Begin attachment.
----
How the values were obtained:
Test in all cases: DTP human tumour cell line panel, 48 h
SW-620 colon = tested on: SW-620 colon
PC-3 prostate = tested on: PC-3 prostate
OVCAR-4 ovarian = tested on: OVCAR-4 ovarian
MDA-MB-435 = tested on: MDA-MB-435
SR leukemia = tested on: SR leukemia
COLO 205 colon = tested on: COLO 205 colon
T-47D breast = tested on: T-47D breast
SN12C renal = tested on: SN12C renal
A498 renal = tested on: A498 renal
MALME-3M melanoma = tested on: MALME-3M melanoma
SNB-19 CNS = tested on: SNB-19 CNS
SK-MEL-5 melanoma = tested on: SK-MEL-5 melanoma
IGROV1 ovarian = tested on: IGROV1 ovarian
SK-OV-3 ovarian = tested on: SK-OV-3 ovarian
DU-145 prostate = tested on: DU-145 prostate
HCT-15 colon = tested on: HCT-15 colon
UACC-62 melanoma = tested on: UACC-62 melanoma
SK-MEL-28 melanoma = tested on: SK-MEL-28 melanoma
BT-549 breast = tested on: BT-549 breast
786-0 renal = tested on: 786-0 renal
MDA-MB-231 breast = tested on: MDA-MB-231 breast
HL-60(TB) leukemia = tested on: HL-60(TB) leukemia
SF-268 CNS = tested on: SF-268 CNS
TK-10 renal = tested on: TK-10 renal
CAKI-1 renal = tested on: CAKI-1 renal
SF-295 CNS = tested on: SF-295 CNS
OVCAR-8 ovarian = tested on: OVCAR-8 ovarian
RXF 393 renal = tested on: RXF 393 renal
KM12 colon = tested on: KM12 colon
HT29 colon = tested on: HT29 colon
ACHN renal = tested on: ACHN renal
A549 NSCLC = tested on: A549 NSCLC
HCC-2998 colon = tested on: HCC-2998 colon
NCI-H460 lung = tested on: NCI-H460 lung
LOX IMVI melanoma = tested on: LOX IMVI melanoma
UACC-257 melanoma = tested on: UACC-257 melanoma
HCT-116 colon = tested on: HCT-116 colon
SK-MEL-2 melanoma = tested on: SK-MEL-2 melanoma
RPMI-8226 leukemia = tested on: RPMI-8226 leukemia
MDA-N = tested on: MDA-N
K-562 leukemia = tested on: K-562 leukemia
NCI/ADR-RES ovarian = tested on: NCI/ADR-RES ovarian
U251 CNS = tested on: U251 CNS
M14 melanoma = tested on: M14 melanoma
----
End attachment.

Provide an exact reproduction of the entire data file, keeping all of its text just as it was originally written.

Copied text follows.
How the values were obtained:
Test in all cases: DTP human tumour cell line panel, 48 h
SW-620 colon = tested on: SW-620 colon
PC-3 prostate = tested on: PC-3 prostate
OVCAR-4 ovarian = tested on: OVCAR-4 ovarian
MDA-MB-435 = tested on: MDA-MB-435
SR leukemia = tested on: SR leukemia
COLO 205 colon = tested on: COLO 205 colon
T-47D breast = tested on: T-47D breast
SN12C renal = tested on: SN12C renal
A498 renal = tested on: A498 renal
MALME-3M melanoma = tested on: MALME-3M melanoma
SNB-19 CNS = tested on: SNB-19 CNS
SK-MEL-5 melanoma = tested on: SK-MEL-5 melanoma
IGROV1 ovarian = tested on: IGROV1 ovarian
SK-OV-3 ovarian = tested on: SK-OV-3 ovarian
DU-145 prostate = tested on: DU-145 prostate
HCT-15 colon = tested on: HCT-15 colon
UACC-62 melanoma = tested on: UACC-62 melanoma
SK-MEL-28 melanoma = tested on: SK-MEL-28 melanoma
BT-549 breast = tested on: BT-549 breast
786-0 renal = tested on: 786-0 renal
MDA-MB-231 breast = tested on: MDA-MB-231 breast
HL-60(TB) leukemia = tested on: HL-60(TB) leukemia
SF-268 CNS = tested on: SF-268 CNS
TK-10 renal = tested on: TK-10 renal
CAKI-1 renal = tested on: CAKI-1 renal
SF-295 CNS = tested on: SF-295 CNS
OVCAR-8 ovarian = tested on: OVCAR-8 ovarian
RXF 393 renal = tested on: RXF 393 renal
KM12 colon = tested on: KM12 colon
HT29 colon = tested on: HT29 colon
ACHN renal = tested on: ACHN renal
A549 NSCLC = tested on: A549 NSCLC
HCC-2998 colon = tested on: HCC-2998 colon
NCI-H460 lung = tested on: NCI-H460 lung
LOX IMVI melanoma = tested on: LOX IMVI melanoma
UACC-257 melanoma = tested on: UACC-257 melanoma
HCT-116 colon = tested on: HCT-116 colon
SK-MEL-2 melanoma = tested on: SK-MEL-2 melanoma
RPMI-8226 leukemia = tested on: RPMI-8226 leukemia
MDA-N = tested on: MDA-N
K-562 leukemia = tested on: K-562 leukemia
NCI/ADR-RES ovarian = tested on: NCI/ADR-RES ovarian
U251 CNS = tested on: U251 CNS
M14 melanoma = tested on: M14 melanoma